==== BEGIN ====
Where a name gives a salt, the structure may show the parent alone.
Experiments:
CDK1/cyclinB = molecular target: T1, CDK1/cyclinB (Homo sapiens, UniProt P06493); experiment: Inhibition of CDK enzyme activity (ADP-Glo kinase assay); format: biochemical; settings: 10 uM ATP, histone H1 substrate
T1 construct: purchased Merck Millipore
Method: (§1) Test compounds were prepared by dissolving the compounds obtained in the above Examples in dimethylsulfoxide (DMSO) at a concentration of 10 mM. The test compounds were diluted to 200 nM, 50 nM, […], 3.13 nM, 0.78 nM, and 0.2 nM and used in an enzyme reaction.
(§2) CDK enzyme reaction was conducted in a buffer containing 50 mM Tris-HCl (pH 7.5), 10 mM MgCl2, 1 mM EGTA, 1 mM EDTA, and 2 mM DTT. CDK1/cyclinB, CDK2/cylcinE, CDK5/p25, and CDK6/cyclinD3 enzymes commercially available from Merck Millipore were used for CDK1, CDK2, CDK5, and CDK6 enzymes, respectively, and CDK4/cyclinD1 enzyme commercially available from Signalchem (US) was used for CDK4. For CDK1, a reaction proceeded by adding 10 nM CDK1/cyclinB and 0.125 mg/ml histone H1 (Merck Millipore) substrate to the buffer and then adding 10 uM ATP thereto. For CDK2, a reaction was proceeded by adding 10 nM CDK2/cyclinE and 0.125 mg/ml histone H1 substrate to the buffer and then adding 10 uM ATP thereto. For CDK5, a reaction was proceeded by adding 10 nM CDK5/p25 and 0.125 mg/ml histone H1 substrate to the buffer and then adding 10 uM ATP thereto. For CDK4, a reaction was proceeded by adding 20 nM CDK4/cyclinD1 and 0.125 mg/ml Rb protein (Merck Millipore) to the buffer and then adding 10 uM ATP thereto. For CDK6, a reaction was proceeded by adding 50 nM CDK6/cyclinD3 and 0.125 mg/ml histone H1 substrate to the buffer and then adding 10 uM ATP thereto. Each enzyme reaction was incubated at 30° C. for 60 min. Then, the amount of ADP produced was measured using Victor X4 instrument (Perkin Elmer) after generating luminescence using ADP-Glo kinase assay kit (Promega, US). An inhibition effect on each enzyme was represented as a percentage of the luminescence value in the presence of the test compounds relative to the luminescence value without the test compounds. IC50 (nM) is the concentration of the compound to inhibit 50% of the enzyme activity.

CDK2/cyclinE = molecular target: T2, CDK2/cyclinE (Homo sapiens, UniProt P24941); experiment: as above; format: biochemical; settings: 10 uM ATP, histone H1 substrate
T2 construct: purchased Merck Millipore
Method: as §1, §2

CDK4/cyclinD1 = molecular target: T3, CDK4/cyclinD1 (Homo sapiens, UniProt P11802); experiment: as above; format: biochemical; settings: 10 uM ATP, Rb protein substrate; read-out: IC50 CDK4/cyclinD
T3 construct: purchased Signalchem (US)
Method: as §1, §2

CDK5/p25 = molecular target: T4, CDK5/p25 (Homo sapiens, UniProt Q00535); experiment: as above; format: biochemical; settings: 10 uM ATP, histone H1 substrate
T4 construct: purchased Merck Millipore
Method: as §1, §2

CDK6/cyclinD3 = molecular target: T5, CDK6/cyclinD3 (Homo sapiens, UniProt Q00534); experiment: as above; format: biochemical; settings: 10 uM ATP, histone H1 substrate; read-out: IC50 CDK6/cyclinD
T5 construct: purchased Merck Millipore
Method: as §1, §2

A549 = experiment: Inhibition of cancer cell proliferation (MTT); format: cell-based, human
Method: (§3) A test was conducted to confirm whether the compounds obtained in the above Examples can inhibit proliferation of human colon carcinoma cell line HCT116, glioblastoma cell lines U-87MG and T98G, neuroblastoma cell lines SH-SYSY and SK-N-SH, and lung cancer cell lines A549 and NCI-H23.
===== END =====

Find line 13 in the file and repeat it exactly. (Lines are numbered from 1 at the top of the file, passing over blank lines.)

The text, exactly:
CDK5/p25 = molecular target: T4, CDK5/p25 (Homo sapiens, UniProt Q00535); experiment: as above; format: biochemical; settings: 10 uM ATP, histone H1 substrate